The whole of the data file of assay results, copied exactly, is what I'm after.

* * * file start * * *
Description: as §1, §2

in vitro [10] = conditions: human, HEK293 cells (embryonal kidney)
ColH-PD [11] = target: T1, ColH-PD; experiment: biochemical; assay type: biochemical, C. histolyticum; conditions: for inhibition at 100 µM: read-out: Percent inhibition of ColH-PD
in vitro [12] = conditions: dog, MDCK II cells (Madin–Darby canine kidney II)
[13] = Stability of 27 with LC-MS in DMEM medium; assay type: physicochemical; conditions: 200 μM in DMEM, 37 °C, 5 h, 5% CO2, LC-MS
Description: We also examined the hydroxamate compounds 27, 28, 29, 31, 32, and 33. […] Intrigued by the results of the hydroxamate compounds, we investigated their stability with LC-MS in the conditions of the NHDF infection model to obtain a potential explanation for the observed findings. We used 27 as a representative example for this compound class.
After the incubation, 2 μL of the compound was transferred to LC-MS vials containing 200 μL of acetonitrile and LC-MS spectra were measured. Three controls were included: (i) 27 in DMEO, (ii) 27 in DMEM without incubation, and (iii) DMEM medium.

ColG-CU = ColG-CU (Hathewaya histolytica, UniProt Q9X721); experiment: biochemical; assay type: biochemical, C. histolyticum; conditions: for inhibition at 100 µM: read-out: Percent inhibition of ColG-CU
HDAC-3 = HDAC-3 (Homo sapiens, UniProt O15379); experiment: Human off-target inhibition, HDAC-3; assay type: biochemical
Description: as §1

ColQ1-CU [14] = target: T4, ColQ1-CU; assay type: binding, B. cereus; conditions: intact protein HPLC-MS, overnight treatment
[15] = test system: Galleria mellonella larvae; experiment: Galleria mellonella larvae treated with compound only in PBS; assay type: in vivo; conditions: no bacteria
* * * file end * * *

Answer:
Description: as §1, §2

in vitro [10] = conditions: human, HEK293 cells (embryonal kidney)
ColH-PD [11] = target: T1, ColH-PD; experiment: biochemical; assay type: biochemical, C. histolyticum; conditions: for inhibition at 100 µM: read-out: Percent inhibition of ColH-PD
in vitro [12] = conditions: dog, MDCK II cells (Madin–Darby canine kidney II)
[13] = Stability of 27 with LC-MS in DMEM medium; assay type: physicochemical; conditions: 200 μM in DMEM, 37 °C, 5 h, 5% CO2, LC-MS
Description: We also examined the hydroxamate compounds 27, 28, 29, 31, 32, and 33. […] Intrigued by the results of the hydroxamate compounds, we investigated their stability with LC-MS in the conditions of the NHDF infection model to obtain a potential explanation for the observed findings. We used 27 as a representative example for this compound class.
After the incubation, 2 μL of the compound was transferred to LC-MS vials containing 200 μL of acetonitrile and LC-MS spectra were measured. Three controls were included: (i) 27 in DMEO, (ii) 27 in DMEM without incubation, and (iii) DMEM medium.

ColG-CU = ColG-CU (Hathewaya histolytica, UniProt Q9X721); experiment: biochemical; assay type: biochemical, C. histolyticum; conditions: for inhibition at 100 µM: read-out: Percent inhibition of ColG-CU
HDAC-3 = HDAC-3 (Homo sapiens, UniProt O15379); experiment: Human off-target inhibition, HDAC-3; assay type: biochemical
Description: as §1

ColQ1-CU [14] = target: T4, ColQ1-CU; assay type: binding, B. cereus; conditions: intact protein HPLC-MS, overnight treatment
[15] = test system: Galleria mellonella larvae; experiment: Galleria mellonella larvae treated with compound only in PBS; assay type: in vivo; conditions: no bacteria